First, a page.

Brands must adapt to changing situations, including new technology, customer demands, and changes in law, by taking end-to-end accountability. DevOps focuses on continuous improvement in order to maximize performance, cost, and delivery speed.

Waleed Bekheet is the VP of practice solutions at Onica and explained how DevOps promotes continuous improvement. Bekheet stated that true DevOps unites teams and supports continuous integration and continuous delivery (CI/CD). This is done through optimized processes, automation, and other methods. “A CI/CD approach allows efficiency in building and deploying applications. Automated application deployment allows for rapid release and minimal downtime.”

4. Automate (Almost) Everything

Automated processes are essential to achieve continuous improvement and high cycle rates. They also allow brands to respond immediately to customer feedback. Automated tools have made significant progress to streamline processes, including the CI/CD pipeline.

George Miranda, a DevOps Engineer at PagerDuty, highlighted many processes that can easily be automated. Automation is the first step towards [CI/CD] or rapid software release to customers. Miranda explained that this includes automating infrastructure provisioning, building new systems, and software deployment. Miranda also mentioned that there are a host of tests to ensure everything is in order, from security compliance to functionality.

Miranda said that DevOps teams could create their own automated processes. “Computers are faster than humans at creating and deploying software, so it is important that DevOps teams capture every step necessary to make safe changes to running services. Automating all these steps will allow machines to be trained to deploy software quicker, safer, and more reliable than ever before.

5. Focus on the Customer’s Needs

DevOps is about brands acting like a startup that can invent continuously, pivot when a strategy stops working, and invest to provide customer satisfaction. which DevOps principle focuses on product and service thinking.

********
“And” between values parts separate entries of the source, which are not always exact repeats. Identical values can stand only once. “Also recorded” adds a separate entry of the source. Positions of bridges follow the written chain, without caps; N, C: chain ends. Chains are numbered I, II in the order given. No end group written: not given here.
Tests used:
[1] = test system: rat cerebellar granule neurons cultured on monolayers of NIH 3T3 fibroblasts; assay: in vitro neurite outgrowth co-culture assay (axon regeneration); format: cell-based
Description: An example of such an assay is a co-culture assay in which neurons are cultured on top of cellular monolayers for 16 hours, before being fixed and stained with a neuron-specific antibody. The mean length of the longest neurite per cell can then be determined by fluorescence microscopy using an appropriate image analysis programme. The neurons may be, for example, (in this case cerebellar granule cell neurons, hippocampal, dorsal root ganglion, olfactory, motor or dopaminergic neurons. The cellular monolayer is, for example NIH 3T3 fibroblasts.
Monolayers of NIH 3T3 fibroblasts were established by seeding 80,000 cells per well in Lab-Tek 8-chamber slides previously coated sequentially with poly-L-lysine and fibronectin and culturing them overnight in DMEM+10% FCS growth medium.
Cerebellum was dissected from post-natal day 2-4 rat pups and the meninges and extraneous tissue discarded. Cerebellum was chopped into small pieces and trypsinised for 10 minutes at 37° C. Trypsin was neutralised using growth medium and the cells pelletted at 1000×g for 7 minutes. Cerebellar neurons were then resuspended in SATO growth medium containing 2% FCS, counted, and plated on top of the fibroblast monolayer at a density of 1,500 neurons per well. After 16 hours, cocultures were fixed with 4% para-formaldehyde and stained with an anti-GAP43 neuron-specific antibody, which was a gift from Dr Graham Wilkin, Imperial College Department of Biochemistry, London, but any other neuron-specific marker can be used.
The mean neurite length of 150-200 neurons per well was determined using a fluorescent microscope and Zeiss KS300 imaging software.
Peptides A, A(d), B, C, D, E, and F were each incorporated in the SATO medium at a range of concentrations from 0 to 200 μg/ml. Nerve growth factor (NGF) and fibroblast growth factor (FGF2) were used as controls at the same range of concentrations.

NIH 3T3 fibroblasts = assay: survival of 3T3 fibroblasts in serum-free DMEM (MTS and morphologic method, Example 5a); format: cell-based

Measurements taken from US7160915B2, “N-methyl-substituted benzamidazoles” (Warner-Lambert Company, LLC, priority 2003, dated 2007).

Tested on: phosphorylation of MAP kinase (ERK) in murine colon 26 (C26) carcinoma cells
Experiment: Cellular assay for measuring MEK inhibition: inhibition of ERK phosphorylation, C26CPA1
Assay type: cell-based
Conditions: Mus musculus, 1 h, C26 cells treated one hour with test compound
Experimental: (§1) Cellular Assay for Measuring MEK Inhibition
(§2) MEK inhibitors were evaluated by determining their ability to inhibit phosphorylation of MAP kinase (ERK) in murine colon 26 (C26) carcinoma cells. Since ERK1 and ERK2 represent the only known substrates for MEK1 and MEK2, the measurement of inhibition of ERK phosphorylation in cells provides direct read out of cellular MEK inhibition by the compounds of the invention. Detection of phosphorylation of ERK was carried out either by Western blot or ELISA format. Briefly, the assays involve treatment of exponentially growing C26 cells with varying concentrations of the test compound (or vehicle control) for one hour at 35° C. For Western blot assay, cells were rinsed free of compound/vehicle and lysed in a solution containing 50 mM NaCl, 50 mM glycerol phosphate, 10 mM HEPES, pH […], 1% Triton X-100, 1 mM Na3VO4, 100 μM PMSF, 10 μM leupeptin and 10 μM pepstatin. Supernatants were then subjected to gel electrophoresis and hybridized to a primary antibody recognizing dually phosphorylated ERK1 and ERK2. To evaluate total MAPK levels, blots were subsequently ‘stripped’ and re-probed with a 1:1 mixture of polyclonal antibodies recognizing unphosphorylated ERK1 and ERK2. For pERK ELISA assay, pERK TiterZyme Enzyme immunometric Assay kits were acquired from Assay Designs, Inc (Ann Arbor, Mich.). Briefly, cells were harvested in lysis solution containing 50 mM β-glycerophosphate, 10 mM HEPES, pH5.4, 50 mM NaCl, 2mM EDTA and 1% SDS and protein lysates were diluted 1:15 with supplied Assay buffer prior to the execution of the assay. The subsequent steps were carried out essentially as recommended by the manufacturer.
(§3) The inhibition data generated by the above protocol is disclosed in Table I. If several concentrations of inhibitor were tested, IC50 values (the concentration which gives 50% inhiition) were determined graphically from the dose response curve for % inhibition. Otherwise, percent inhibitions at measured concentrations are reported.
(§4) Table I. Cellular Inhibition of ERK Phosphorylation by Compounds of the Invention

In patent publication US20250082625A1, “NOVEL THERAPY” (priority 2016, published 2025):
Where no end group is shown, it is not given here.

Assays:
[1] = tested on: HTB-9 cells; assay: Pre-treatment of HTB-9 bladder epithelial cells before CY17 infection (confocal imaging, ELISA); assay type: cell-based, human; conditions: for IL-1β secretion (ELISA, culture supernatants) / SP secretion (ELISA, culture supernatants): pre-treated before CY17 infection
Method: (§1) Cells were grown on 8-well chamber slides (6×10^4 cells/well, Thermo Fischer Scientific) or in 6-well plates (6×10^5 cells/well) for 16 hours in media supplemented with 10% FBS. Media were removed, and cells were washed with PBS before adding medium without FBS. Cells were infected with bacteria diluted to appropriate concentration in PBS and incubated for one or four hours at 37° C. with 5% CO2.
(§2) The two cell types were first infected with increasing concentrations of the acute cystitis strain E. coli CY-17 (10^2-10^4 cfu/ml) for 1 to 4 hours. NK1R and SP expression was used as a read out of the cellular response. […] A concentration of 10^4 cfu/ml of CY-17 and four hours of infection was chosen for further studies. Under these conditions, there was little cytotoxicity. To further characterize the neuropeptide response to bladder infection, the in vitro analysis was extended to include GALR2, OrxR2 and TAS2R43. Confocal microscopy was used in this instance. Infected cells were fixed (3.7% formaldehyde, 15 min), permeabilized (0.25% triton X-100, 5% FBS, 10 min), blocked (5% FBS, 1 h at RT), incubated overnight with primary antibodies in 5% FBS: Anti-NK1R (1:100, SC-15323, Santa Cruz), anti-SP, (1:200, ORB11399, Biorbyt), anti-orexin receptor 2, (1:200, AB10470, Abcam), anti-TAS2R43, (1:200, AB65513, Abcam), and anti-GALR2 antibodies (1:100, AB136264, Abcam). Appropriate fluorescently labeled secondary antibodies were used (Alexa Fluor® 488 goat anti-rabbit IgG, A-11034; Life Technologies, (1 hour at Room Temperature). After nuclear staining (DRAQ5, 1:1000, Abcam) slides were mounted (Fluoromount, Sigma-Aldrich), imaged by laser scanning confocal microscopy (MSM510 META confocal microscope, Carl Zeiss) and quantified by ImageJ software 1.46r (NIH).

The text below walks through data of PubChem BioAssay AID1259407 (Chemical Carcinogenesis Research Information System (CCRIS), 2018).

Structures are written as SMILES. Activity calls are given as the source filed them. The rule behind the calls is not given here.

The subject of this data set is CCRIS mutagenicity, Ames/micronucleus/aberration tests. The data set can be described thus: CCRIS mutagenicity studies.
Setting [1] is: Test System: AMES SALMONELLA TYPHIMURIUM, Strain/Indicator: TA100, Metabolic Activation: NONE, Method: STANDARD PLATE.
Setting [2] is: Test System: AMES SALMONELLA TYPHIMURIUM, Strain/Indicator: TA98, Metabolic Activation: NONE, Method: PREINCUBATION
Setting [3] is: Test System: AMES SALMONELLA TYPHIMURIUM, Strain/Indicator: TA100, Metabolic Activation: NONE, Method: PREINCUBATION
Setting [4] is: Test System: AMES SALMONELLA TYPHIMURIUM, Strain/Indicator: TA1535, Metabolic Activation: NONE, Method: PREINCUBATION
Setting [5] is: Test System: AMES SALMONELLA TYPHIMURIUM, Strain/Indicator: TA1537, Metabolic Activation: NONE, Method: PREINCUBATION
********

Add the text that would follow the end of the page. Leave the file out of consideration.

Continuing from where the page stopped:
DevOps teams need to be able to respond quickly to changing consumer demands. To ensure that performance targets are met, data from automated processes must always be reviewed.

It is crucial that brands pay attention to the right data in order to deliver seamless customer-centric actions. Just simply because you have metrics does not mean you should obsess about them all. Start by looking at the basics. These include the time it takes to commit software and has that change run in production.

The error rate when new software is deployed to production. Also, the meantime for recovery from service interruptions. Miranda said that to see the signal in all the noise, you need to focus first on metrics that are important to your company and users.

6. Embrace Failure, and Learn From it

A brand must adopt DevOps standards to fully embrace cloud computing.

Brands that accept failure foster a culture of learning which can positively influence organizational culture. Failures are possible and inevitable when teams feel safe and empowered to transform their work. It’s important to make those failures learning opportunities. Miranda stated that learning from reviews can help foster an environment for learning, which can also have an impact on organizational culture. Implementing DevOps helps you produce better, faster, more efficient, and higher-quality software.

7. Unite Teams — and Expertise

Effective DevOps teams must be involved in every stage of software development, including planning, building, deployment, and feedback. This requires a cross-functional team that is well-rounded and has a diverse set of skills.

Miranda suggests that brands encourage collaboration between teams, as it can be difficult to find an IT professional with all the necessary skills. Miranda explained that this does not mean functional responsibilities are lost, but that different specialists share the responsibility of running your code in production.

You May Also Like

About the Author: The Next Trends

Leave a Reply

Your email address will not be published.